Freed also appeared in a number of pioneering rock and roll motion pictures during this period. These films were often welcomed with tremendous enthusiasm by teenagers because they brought visual depictions of their favorite American acts to the big screen, years before music videos would present the same sort of image on the small television screen.

Freed appeared in several motion pictures that presented many of the big musical acts of his day, including:

In 1957, Freed was given a weekly primetime TV series, The Big Beat (which predated American Bandstand), on ABC, which was scheduled for a summer run, with the understanding that if there were enough viewers, the show would continue into the 1957–58 television season. Although the ratings for the first three episodes were strong, the show was suddenly canceled after the fourth episode. During that episode, Frankie Lymon of Frankie Lymon and The Teenagers, after performing his number, was seen dancing with a white girl from the studio audience. Reportedly, the incident offended the management of ABC's local affiliates in the southern states, and led to the show's immediate cancellation despite its growing popularity. During this period, Freed was seen on other popular programs of the day, including To Tell the Truth, where he is seen defending the new "rock and roll" sound to the panelists, who were all clearly more comfortable with swing music: Polly Bergen, Ralph Bellamy, and Kitty Carlisle. (This episode was re-broadcast on Game Show Network on February 4 or 5, 2007, and also on April 23, 2007.)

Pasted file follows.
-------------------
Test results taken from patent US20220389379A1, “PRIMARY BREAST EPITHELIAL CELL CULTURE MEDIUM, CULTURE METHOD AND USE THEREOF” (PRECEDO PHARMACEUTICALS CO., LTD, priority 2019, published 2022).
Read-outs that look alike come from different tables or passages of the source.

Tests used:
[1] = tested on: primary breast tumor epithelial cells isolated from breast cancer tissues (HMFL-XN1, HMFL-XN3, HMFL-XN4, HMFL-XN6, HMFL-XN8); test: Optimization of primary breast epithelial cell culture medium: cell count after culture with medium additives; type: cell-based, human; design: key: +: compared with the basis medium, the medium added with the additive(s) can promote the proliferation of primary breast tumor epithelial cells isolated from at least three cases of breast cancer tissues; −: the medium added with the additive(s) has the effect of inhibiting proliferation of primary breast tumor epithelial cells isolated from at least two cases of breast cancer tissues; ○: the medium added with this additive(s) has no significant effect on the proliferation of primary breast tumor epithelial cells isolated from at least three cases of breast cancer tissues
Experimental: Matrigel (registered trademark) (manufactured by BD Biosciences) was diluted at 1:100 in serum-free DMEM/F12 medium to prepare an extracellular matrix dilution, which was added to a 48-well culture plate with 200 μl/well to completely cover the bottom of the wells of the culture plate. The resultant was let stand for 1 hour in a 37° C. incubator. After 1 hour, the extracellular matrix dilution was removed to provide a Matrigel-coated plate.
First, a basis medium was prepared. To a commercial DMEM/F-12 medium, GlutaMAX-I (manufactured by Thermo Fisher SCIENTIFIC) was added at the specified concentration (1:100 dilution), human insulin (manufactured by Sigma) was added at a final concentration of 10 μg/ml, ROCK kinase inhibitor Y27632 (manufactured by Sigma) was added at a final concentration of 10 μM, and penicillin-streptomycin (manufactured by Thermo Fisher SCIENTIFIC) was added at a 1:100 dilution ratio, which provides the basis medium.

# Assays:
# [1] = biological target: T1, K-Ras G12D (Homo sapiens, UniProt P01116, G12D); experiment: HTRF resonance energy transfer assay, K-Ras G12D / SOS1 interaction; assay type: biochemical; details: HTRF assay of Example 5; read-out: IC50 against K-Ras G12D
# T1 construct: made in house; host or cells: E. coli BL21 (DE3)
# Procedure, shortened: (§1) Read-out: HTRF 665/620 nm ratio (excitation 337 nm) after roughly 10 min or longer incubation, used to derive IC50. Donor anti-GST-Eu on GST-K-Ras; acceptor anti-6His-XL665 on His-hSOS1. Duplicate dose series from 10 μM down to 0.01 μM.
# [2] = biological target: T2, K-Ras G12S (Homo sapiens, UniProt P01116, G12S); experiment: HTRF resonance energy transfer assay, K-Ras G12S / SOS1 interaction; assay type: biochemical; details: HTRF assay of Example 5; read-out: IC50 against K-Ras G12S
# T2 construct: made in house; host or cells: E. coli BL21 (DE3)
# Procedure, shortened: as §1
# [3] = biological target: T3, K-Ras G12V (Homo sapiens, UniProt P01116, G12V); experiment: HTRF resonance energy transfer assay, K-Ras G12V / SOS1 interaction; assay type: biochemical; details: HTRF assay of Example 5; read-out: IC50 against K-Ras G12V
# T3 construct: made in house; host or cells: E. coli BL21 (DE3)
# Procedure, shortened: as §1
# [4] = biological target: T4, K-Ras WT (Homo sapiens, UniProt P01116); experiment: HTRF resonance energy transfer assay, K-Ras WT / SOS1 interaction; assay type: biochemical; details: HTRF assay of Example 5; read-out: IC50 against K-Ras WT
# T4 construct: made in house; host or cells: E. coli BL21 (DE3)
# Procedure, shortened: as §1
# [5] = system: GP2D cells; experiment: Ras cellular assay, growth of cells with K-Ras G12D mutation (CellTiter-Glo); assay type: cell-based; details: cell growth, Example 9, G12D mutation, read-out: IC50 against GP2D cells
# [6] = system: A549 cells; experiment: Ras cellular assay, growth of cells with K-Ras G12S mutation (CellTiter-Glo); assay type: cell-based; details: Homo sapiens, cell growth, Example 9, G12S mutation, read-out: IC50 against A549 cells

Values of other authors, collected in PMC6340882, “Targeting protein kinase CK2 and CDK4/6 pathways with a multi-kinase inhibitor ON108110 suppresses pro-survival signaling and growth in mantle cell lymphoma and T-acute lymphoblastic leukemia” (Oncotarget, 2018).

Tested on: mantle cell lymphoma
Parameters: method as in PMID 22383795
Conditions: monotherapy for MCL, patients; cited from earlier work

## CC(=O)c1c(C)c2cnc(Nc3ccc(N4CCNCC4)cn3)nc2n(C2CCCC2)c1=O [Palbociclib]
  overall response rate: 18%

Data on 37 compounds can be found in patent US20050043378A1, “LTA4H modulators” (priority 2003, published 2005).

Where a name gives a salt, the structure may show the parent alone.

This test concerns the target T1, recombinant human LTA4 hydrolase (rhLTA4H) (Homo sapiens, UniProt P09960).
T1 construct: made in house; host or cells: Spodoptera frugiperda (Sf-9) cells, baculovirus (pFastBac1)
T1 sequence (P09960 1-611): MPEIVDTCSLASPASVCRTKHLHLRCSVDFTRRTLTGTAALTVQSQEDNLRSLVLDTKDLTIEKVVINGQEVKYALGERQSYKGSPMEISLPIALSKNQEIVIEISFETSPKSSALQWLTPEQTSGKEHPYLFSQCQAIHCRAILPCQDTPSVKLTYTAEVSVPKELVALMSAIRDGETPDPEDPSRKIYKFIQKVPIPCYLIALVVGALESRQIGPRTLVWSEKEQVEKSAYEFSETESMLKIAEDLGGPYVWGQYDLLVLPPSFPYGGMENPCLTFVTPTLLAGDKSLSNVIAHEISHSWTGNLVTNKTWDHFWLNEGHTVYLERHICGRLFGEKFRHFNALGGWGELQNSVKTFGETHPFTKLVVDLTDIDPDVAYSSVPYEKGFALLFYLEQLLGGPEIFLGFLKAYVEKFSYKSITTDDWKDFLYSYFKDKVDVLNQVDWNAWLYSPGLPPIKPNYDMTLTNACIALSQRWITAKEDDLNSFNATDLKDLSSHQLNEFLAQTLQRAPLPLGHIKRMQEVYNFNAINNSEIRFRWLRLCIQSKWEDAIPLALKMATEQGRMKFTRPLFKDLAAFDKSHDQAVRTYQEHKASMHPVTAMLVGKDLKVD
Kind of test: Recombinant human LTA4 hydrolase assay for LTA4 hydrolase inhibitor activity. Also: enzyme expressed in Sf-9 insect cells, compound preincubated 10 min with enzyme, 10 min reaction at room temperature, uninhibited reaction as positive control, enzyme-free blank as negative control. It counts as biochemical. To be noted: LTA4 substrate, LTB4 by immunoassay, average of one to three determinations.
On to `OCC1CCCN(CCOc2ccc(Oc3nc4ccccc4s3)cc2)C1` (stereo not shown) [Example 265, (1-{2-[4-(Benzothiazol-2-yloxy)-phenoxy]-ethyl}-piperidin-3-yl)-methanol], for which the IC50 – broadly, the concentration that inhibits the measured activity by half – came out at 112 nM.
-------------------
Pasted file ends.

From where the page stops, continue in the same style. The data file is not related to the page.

Freed went on to host a local version of Big Beat over WNEW-TV New York until late 1959 when he was fired from the show after payola accusations against Freed surfaced.

Legal trouble, payola scandal

In 1958, Freed faced controversy in Boston when he told the audience, "The police don't want you to have fun." As a result, Freed was arrested and charged with inciting to riot.

Freed's career ended when it was shown that he had accepted payola (payments from record companies to play specific records), a practice that was highly controversial at the time. There was also a conflict of interest, that he had taken songwriting co-credits (most notably on Chuck Berry's "Maybellene"), which entitled him to receive part of a song's royalties, which he could help increase by heavily promoting the record on his own program. In another example, Harvey Fuqua of The Moonglows insisted Freed's name was not merely a credit on the song "Sincerely" and that he did actually co-write it (which would still be a conflict of interest for Freed to promote).

Freed lost his own show on the radio station WABC; then he was fired from the station altogether on November 21, 1959.[12] He also was fired from his television show (which for a time continued with a different host). In 1960, payola was made illegal. In 1962, Freed pleaded guilty to two charges of commercial bribery, for which he received a fine and a suspended sentence.

Personal life

On August 22, 1943, Freed was married to Betty Lou Bean. The couple had two children. A daughter; Alana Freed (deceased) and a son; Lance Freed. On December 2, 1949, the couple divorced. On August 12, 1950 Freed married again to Marjorie J. Hess. During this time, the couple had two children, Sieglinde Freed and Alan Freed, Jr. The couple divorced on July 25, 1958. Freed married for a third time on August 13, 1959, to Inga Lil Boling, with whom he remained until his death on January 20, 1965.